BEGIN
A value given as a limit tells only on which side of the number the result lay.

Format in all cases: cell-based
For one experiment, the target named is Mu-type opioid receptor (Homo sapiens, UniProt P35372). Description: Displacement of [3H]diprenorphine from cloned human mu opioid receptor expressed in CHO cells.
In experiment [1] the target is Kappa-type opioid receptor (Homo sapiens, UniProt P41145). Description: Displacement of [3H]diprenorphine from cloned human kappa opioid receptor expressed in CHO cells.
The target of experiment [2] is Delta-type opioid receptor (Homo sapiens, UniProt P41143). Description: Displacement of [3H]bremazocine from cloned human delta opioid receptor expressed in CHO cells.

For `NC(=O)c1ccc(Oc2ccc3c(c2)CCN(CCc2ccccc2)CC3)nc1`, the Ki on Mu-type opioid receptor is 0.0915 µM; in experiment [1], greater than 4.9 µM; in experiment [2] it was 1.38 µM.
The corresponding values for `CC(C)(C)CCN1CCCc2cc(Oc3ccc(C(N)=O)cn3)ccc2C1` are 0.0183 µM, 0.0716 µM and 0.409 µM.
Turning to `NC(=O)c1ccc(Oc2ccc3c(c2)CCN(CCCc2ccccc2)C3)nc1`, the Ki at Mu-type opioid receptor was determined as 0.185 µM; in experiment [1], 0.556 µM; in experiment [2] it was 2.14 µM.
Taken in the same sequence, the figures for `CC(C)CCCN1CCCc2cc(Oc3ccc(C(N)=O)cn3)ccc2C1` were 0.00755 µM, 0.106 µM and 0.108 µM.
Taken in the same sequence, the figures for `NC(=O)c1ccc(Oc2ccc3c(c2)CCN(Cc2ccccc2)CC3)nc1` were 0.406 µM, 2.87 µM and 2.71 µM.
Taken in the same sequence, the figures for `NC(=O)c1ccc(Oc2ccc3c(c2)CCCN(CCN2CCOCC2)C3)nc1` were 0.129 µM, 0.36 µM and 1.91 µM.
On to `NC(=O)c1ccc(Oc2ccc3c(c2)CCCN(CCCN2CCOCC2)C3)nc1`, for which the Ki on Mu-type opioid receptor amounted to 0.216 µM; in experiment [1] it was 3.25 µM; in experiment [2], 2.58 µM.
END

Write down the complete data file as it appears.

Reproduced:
A value given as a limit tells only on which side of the number the result lay.

Format in all cases: cell-based
For one experiment, the target named is Mu-type opioid receptor (Homo sapiens, UniProt P35372). Description: Displacement of [3H]diprenorphine from cloned human mu opioid receptor expressed in CHO cells.
In experiment [1] the target is Kappa-type opioid receptor (Homo sapiens, UniProt P41145). Description: Displacement of [3H]diprenorphine from cloned human kappa opioid receptor expressed in CHO cells.
The target of experiment [2] is Delta-type opioid receptor (Homo sapiens, UniProt P41143). Description: Displacement of [3H]bremazocine from cloned human delta opioid receptor expressed in CHO cells.

For `NC(=O)c1ccc(Oc2ccc3c(c2)CCN(CCc2ccccc2)CC3)nc1`, the Ki on Mu-type opioid receptor is 0.0915 µM; in experiment [1], greater than 4.9 µM; in experiment [2] it was 1.38 µM.
The corresponding values for `CC(C)(C)CCN1CCCc2cc(Oc3ccc(C(N)=O)cn3)ccc2C1` are 0.0183 µM, 0.0716 µM and 0.409 µM.
Turning to `NC(=O)c1ccc(Oc2ccc3c(c2)CCN(CCCc2ccccc2)C3)nc1`, the Ki at Mu-type opioid receptor was determined as 0.185 µM; in experiment [1], 0.556 µM; in experiment [2] it was 2.14 µM.
Taken in the same sequence, the figures for `CC(C)CCCN1CCCc2cc(Oc3ccc(C(N)=O)cn3)ccc2C1` were 0.00755 µM, 0.106 µM and 0.108 µM.
Taken in the same sequence, the figures for `NC(=O)c1ccc(Oc2ccc3c(c2)CCN(Cc2ccccc2)CC3)nc1` were 0.406 µM, 2.87 µM and 2.71 µM.
Taken in the same sequence, the figures for `NC(=O)c1ccc(Oc2ccc3c(c2)CCCN(CCN2CCOCC2)C3)nc1` were 0.129 µM, 0.36 µM and 1.91 µM.
On to `NC(=O)c1ccc(Oc2ccc3c(c2)CCCN(CCCN2CCOCC2)C3)nc1`, for which the Ki on Mu-type opioid receptor amounted to 0.216 µM; in experiment [1] it was 3.25 µM; in experiment [2], 2.58 µM.